Redistricting could affect Rep. Stanton's reelection against newcomer Cooper
In the past, Arizona Congressman Greg Stanton has run in safe Democratic districts. But Arizona's Independent Redistricting Commission redrew the state’s congressional district lines as part of the 10-year redistricting process.
Now Stanton may be in for a closer race than he’s dealt with before.
Congressional District 4 covers Tempe, Mesa and parts of Chandler and Ahwatukee.
The area has leaned slightly left in recent elections but was redrawn to be more competitive by the IRC.
Kelly Cooper, a Republican, restaurant owner and Marine Corp veteran, hopes to take advantage of that.
Cooper recently earned the endorsement of former President Trump and, like most Republicans in Arizona, is running a campaign focused on the nation’s economy.
“From my perspective, the Number 1 issue is inflation and the economy. When you have to make a decision whether you can afford gas or groceries, that's a problem,” Cooper said.
Stanton counters that he supported the bipartisan infrastructure bill, where he insisted it include more dollars for water resources in Arizona — a resource that he says will be key to the state’s economy.
“It may be the Number 1 issue impacting the future economic growth of Arizona," Santon said.
Stanton acknowledges concerns about the state’s ability to grow with limited water resources, but he’s unphazed.
“I was mayor of Phoenix, and we had very smart, strategic and aggressive water policies that allowed us to grow into the fifth-largest city in America but actually use less water than we did 20 years ago," Stanton said.
Beyond the economy, polling has shown abortion to be a key topic, particularly among Democratic and Independent voters.
Independents may be the key to winning CD4, according to political consultant Paul Bentz.
“No single party can win this district without appealing to independent, unaffiliated voters. They make up about 24% of the statewide audience. They will likely make up somewhere between 25, 26% of voters in Congressional District 4,” Bentz said.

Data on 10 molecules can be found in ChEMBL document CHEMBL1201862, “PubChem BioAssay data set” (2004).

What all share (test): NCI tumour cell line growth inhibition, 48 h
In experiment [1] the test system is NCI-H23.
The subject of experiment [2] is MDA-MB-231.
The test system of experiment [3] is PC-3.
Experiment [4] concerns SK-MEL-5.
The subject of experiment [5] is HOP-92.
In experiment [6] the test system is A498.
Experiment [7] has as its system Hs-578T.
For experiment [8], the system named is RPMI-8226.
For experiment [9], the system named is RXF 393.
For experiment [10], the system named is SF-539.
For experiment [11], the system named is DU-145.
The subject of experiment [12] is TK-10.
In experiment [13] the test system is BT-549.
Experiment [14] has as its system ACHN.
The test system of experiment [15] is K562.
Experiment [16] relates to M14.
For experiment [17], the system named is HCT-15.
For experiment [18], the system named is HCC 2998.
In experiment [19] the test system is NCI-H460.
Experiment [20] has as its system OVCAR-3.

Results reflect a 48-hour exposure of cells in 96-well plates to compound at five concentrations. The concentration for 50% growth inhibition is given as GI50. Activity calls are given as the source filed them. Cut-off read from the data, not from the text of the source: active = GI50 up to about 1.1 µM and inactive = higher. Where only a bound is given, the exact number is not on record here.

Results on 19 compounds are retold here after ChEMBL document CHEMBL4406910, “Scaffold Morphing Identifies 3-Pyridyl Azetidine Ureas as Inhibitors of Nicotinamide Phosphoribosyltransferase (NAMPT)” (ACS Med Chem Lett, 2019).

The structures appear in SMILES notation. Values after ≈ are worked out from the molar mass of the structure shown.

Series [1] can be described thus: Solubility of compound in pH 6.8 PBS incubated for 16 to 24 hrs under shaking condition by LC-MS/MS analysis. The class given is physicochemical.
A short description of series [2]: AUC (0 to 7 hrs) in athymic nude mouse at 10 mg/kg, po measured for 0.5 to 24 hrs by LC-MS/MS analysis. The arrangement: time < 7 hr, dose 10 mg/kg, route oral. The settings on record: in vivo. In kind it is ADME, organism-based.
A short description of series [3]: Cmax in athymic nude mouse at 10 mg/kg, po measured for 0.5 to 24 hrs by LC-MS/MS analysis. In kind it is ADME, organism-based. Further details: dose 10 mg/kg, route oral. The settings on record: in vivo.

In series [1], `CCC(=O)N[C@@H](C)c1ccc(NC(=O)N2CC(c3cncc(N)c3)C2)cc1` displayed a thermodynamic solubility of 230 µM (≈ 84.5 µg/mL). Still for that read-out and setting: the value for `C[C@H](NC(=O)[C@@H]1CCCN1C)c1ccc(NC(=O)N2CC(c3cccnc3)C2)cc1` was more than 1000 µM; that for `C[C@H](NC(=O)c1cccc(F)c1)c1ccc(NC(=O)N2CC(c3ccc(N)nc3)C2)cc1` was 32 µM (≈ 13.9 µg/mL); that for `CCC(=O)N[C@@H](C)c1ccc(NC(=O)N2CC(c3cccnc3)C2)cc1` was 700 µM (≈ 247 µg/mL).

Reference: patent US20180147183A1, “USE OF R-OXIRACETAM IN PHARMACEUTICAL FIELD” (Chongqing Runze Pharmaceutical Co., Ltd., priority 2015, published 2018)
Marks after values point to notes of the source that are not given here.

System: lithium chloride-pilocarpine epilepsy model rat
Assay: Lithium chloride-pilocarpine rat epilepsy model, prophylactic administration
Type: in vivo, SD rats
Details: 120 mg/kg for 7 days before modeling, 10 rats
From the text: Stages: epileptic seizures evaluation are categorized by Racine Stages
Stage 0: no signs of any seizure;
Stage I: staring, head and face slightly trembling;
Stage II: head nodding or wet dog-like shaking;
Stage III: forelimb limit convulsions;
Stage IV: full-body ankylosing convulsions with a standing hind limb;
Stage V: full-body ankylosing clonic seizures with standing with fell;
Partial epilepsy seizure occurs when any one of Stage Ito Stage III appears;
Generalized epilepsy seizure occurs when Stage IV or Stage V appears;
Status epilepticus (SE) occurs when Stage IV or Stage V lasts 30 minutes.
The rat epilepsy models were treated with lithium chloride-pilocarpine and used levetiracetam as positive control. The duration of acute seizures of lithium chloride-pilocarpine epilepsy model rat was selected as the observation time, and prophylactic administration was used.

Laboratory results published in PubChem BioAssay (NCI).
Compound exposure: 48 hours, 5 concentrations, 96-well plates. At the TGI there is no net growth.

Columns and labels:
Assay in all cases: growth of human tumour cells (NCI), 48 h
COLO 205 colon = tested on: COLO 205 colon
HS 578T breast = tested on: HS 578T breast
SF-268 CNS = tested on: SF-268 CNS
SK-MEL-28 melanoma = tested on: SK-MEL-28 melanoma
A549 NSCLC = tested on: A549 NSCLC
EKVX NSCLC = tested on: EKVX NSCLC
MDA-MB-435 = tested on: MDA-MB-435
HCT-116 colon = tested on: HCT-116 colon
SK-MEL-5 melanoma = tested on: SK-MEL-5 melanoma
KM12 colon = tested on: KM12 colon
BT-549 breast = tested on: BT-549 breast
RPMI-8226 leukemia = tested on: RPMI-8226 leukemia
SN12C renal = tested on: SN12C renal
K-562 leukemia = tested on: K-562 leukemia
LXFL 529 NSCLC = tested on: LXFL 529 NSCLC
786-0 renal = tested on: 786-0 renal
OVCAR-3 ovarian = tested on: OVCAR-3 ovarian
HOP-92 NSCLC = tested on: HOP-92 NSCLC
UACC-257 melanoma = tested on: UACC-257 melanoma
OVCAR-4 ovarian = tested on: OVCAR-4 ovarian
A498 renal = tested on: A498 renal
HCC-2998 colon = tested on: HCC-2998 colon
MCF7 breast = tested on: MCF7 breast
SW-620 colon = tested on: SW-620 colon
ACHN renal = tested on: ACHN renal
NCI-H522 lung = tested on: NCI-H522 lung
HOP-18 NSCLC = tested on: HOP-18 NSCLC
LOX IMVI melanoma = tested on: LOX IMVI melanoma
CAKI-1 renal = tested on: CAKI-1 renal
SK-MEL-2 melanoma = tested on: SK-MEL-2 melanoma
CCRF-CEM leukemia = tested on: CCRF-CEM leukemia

After the U.S. Supreme Court overturned Roe v. Wade, Cooper said he approved of the ruling that returns abortion rights decisions back to the states.
“I believe in the United States Constitution, which allows for and was put forth by the states in a collective management of the state’s relationship if you will. Anything that is not in that constitution is not a federal government’s purview,” Cooper said.
Cooper describes himself as pro-life but he’s not in favor of a blanket abortion ban. Cooper said he prefers policies that allow for some exceptions to abortion bans, as well as legalizing abortions for a limited amount of time at the beginning of a pregnancy.
Stanton disagrees completely with the high court’s decision overturning Roe v. Wade.
“I have even before the Dobbs decision voted for the women’s health protection act, establishing Roe v. Wade in federal law. After the Dobbs decision we voted again, and of course I support it,” Stanton said.
Stanton’s position on abortion could be an issue that helps him keep his seat in Congress.
Bentz says abortion is one of several factors that are influencing the minds of the district’s independent voters.
Ongoing Republican discussions about voting fraud and GOP efforts to ban early voting have also made their mark.
“While yes on paper, it is a more competitive district than maybe what CD 9 was in the past, the DNA of this district of Congressional District 4 leans more Democratically,” Bentz said.
Bentz says Stanton will be relying on the district’s Democratic roots, while Cooper will hope for historically strong GOP turnout in midterm elections.